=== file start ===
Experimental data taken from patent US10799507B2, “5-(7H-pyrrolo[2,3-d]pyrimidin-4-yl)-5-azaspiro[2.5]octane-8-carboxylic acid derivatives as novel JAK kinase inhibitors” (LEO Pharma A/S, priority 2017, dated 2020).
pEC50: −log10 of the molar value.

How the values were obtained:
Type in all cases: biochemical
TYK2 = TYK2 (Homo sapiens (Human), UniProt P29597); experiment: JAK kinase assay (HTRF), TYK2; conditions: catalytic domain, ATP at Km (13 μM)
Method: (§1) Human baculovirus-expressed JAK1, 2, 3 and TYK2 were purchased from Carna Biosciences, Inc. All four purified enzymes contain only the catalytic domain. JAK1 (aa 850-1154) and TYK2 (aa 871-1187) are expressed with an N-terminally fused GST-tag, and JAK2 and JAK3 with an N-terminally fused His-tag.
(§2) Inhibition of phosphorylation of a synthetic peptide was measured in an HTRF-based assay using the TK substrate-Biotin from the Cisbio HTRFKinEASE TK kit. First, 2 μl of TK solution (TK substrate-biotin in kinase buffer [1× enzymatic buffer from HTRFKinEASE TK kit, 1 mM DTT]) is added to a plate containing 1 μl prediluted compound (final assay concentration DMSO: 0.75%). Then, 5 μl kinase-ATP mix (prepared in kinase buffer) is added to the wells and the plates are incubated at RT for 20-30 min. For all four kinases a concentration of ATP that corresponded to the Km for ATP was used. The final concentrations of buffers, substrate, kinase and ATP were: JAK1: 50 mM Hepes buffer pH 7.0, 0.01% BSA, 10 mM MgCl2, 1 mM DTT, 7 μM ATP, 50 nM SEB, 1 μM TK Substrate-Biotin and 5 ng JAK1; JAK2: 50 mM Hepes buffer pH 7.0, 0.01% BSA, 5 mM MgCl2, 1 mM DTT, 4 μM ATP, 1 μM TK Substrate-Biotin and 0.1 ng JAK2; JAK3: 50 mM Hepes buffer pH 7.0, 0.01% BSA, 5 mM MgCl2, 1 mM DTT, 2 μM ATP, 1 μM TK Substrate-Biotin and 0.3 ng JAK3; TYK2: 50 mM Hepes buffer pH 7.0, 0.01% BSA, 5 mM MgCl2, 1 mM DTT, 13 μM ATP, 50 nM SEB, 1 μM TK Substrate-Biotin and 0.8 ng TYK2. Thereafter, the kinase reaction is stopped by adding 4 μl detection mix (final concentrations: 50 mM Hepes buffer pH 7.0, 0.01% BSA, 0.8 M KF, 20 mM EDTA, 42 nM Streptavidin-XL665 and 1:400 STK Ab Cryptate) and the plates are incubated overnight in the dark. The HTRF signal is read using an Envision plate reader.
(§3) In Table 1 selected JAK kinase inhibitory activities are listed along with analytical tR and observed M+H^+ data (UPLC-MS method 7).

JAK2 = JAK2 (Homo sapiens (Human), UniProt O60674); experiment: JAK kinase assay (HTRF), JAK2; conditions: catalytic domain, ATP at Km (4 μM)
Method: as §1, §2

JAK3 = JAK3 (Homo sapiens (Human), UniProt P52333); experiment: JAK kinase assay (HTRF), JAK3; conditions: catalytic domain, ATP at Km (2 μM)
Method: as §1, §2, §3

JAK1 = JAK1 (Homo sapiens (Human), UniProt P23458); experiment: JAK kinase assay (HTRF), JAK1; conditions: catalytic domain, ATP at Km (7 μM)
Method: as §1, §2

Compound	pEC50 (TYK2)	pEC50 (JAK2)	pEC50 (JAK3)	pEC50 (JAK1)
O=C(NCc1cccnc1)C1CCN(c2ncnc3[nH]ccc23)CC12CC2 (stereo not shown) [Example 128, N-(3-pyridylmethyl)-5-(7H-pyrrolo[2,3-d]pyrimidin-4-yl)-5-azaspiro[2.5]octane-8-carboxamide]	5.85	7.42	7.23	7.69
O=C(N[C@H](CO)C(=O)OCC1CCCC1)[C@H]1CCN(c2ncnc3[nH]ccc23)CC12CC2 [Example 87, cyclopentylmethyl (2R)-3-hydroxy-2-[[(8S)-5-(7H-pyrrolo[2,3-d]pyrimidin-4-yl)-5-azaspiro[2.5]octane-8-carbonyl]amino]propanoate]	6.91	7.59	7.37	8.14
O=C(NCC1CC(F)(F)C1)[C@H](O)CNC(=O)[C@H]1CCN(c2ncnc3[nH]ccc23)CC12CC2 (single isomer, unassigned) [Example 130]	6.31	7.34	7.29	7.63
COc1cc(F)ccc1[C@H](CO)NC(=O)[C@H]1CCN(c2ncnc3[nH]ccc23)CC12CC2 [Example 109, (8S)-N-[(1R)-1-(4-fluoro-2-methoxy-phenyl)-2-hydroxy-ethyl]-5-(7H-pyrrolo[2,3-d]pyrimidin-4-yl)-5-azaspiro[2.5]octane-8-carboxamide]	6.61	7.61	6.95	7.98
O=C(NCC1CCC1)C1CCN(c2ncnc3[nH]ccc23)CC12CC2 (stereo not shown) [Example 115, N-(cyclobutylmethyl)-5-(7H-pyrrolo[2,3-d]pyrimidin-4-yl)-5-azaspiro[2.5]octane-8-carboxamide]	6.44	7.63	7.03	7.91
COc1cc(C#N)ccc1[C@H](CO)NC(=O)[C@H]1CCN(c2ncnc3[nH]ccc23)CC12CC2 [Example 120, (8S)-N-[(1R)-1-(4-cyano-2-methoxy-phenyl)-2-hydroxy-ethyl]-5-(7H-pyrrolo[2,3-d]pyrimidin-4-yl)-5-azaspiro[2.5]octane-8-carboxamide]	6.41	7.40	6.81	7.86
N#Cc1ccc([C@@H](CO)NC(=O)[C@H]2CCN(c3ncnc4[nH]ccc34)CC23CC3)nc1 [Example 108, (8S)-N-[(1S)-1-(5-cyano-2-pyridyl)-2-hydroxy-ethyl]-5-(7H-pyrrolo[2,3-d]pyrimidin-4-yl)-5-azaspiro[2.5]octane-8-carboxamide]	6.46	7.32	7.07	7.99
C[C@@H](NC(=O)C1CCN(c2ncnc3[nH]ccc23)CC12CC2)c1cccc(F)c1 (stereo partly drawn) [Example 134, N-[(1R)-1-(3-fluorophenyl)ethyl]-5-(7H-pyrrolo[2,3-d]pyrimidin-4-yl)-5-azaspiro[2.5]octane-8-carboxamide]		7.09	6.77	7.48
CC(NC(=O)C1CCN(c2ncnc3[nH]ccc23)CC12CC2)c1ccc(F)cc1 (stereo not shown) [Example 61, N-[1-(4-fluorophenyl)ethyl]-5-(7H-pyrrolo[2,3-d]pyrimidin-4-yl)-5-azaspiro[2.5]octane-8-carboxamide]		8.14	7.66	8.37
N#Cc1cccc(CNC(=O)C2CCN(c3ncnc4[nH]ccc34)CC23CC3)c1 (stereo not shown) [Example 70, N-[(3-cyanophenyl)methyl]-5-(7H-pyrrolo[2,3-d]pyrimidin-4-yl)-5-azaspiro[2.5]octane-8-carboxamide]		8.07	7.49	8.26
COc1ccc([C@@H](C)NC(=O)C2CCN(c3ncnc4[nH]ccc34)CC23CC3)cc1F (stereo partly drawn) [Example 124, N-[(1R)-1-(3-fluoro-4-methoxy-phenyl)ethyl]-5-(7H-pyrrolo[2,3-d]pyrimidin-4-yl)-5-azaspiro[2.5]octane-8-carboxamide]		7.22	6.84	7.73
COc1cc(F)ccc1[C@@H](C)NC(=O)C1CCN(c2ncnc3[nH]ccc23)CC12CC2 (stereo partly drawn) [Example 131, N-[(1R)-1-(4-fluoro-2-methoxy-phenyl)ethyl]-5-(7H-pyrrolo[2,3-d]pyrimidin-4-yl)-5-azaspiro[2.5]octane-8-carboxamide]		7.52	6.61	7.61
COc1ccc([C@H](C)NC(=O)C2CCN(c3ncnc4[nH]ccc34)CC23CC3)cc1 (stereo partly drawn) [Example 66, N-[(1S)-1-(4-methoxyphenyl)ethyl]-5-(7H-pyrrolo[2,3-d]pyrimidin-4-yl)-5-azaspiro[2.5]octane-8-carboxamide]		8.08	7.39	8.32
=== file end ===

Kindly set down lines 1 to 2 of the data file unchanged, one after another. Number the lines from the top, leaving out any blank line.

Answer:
Experimental data taken from patent US10799507B2, “5-(7H-pyrrolo[2,3-d]pyrimidin-4-yl)-5-azaspiro[2.5]octane-8-carboxylic acid derivatives as novel JAK kinase inhibitors” (LEO Pharma A/S, priority 2017, dated 2020).
pEC50: −log10 of the molar value.